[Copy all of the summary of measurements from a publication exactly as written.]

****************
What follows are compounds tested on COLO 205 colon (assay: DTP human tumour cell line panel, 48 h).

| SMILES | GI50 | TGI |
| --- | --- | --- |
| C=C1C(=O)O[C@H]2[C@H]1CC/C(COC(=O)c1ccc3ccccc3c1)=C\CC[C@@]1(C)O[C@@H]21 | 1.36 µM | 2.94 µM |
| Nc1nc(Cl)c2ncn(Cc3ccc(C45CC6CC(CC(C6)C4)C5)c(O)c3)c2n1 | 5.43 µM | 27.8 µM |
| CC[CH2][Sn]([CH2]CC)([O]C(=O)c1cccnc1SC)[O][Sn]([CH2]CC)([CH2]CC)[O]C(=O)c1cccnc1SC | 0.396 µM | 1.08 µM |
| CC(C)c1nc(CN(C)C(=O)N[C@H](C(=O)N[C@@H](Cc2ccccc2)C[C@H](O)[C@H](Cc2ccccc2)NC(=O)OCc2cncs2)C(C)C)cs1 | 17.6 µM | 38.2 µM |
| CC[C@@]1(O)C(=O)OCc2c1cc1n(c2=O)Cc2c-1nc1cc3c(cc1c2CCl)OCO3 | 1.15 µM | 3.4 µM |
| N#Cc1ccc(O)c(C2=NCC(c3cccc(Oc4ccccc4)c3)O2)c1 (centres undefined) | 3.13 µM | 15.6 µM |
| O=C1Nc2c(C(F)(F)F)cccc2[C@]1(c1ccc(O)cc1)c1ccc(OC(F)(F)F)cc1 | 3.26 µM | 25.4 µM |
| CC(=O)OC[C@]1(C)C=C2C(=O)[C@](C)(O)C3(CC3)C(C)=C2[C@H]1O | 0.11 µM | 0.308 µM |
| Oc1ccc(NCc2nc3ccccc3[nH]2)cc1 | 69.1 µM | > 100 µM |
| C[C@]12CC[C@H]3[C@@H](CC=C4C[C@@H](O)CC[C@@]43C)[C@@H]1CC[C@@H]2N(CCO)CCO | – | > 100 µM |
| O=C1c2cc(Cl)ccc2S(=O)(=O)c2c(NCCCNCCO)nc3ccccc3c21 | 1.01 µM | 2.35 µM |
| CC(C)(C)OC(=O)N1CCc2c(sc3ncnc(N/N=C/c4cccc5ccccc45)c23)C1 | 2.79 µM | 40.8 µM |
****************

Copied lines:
What follows are compounds tested on COLO 205 colon (assay: DTP human tumour cell line panel, 48 h).

| SMILES | GI50 | TGI |
| --- | --- | --- |
| C=C1C(=O)O[C@H]2[C@H]1CC/C(COC(=O)c1ccc3ccccc3c1)=C\CC[C@@]1(C)O[C@@H]21 | 1.36 µM | 2.94 µM |
| Nc1nc(Cl)c2ncn(Cc3ccc(C45CC6CC(CC(C6)C4)C5)c(O)c3)c2n1 | 5.43 µM | 27.8 µM |
| CC[CH2][Sn]([CH2]CC)([O]C(=O)c1cccnc1SC)[O][Sn]([CH2]CC)([CH2]CC)[O]C(=O)c1cccnc1SC | 0.396 µM | 1.08 µM |
| CC(C)c1nc(CN(C)C(=O)N[C@H](C(=O)N[C@@H](Cc2ccccc2)C[C@H](O)[C@H](Cc2ccccc2)NC(=O)OCc2cncs2)C(C)C)cs1 | 17.6 µM | 38.2 µM |
| CC[C@@]1(O)C(=O)OCc2c1cc1n(c2=O)Cc2c-1nc1cc3c(cc1c2CCl)OCO3 | 1.15 µM | 3.4 µM |
| N#Cc1ccc(O)c(C2=NCC(c3cccc(Oc4ccccc4)c3)O2)c1 (centres undefined) | 3.13 µM | 15.6 µM |
| O=C1Nc2c(C(F)(F)F)cccc2[C@]1(c1ccc(O)cc1)c1ccc(OC(F)(F)F)cc1 | 3.26 µM | 25.4 µM |
| CC(=O)OC[C@]1(C)C=C2C(=O)[C@](C)(O)C3(CC3)C(C)=C2[C@H]1O | 0.11 µM | 0.308 µM |
| Oc1ccc(NCc2nc3ccccc3[nH]2)cc1 | 69.1 µM | > 100 µM |
| C[C@]12CC[C@H]3[C@@H](CC=C4C[C@@H](O)CC[C@@]43C)[C@@H]1CC[C@@H]2N(CCO)CCO | – | > 100 µM |
| O=C1c2cc(Cl)ccc2S(=O)(=O)c2c(NCCCNCCO)nc3ccccc3c21 | 1.01 µM | 2.35 µM |
| CC(C)(C)OC(=O)N1CCc2c(sc3ncnc(N/N=C/c4cccc5ccccc45)c23)C1 | 2.79 µM | 40.8 µM |